This quote from Anne Manne’s thought-provoking article, “Children’s Lib: Elisabeth Badinter’s ‘The Conflict: Woman and Mother’” (thanks blue milk), reminded me of some news I’ve been meaning to share:
Anna Wahl, from the Stockholm School of Economics, argues that Swedish paternity leave, which cannot be transferred to the mother, “moves the norm a little … It creates pressure on young men; now they have to explain why they’re not going to be at home … It’s not just anyone taking care of the child; it’s the father. It says he is irreplaceable.”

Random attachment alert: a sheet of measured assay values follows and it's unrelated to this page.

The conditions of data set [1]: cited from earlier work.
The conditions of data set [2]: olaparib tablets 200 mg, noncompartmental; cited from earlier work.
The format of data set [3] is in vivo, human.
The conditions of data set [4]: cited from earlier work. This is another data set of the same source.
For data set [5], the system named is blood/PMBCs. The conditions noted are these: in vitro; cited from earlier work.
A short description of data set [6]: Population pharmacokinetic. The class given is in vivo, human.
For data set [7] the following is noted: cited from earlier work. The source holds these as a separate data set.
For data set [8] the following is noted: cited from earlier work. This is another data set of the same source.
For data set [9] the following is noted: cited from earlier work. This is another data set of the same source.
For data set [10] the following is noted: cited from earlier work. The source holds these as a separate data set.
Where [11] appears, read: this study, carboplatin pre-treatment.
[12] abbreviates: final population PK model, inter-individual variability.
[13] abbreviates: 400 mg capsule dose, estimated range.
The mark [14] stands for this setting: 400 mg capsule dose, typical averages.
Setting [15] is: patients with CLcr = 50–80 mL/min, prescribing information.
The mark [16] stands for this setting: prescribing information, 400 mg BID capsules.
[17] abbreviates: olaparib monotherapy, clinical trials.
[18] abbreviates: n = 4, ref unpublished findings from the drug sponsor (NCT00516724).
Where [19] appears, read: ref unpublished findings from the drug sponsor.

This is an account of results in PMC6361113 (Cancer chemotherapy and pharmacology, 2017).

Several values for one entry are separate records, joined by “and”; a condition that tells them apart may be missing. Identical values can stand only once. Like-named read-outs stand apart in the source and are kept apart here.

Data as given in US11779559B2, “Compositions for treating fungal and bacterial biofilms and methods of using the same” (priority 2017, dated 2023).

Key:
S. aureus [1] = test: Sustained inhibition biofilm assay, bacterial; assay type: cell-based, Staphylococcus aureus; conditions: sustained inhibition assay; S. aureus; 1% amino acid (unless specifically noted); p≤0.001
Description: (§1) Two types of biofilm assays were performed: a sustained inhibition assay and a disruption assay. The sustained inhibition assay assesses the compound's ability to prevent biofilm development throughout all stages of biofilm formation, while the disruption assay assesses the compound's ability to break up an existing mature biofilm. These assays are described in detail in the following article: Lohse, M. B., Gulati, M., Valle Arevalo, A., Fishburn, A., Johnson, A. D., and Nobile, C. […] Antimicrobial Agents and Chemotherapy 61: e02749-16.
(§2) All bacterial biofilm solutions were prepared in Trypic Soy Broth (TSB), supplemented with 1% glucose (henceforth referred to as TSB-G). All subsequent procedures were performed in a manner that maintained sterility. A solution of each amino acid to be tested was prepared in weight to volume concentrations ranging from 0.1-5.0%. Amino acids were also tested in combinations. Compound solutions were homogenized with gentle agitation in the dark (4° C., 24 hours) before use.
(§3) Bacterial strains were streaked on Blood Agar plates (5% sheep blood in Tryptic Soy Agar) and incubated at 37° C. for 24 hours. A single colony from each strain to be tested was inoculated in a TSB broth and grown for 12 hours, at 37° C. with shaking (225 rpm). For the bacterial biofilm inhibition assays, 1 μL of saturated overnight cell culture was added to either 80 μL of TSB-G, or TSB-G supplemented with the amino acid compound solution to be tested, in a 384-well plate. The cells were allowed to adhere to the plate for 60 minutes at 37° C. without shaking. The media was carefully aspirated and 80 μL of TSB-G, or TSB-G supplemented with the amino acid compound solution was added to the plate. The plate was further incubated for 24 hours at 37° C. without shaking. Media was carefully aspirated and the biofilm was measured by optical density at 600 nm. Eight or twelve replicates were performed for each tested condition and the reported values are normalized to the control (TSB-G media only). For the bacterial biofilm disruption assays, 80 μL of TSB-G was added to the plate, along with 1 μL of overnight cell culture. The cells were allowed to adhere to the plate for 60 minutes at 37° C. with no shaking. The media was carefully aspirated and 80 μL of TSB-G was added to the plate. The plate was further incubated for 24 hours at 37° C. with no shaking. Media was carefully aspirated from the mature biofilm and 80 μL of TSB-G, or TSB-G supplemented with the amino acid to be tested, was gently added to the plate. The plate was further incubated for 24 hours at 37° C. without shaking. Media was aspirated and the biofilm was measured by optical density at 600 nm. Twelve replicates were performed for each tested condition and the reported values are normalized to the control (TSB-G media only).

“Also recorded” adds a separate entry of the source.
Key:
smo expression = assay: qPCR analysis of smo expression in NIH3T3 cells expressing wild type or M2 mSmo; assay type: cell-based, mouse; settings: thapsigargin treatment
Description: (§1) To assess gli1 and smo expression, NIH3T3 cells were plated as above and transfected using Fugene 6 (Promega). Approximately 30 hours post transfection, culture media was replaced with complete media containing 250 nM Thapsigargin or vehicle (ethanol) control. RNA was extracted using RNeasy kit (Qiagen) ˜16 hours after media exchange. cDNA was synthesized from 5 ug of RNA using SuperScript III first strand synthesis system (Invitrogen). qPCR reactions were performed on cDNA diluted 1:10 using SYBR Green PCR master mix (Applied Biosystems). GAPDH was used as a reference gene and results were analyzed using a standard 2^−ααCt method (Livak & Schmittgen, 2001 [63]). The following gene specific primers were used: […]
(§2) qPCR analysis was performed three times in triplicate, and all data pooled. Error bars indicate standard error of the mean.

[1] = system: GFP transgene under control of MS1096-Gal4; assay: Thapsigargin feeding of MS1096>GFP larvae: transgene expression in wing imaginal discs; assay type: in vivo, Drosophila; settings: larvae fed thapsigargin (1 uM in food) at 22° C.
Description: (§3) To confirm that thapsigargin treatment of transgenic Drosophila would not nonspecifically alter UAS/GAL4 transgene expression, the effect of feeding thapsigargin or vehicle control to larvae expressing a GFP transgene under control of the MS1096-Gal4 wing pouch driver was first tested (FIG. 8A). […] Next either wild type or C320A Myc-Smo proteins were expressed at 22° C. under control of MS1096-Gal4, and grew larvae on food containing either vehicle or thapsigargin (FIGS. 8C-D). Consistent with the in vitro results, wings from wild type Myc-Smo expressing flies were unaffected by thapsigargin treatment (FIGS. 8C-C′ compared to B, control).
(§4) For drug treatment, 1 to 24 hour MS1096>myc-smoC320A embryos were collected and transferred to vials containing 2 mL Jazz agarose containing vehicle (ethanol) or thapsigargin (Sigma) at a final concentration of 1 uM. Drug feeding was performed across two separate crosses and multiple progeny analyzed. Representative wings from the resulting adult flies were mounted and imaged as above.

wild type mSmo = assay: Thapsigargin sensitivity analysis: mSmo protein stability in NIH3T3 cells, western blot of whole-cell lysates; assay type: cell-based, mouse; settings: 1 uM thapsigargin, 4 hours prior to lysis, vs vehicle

Italy’s Labour Minister Elsa Fornero said something similar upon the announcement of Prime Minister Mario Monti’s new controversial labour reform, which was approved by Italy’s cabinet last Friday and includes mandatory paternity leave:
It’s a way to change mentality: maternity is not just for women. We need to reconcile our time at work with family time.
The reform still needs to be presented to parliament and will probably be modified, but it’s another reason to hope things are turning around for the better in this post Berlusconi era.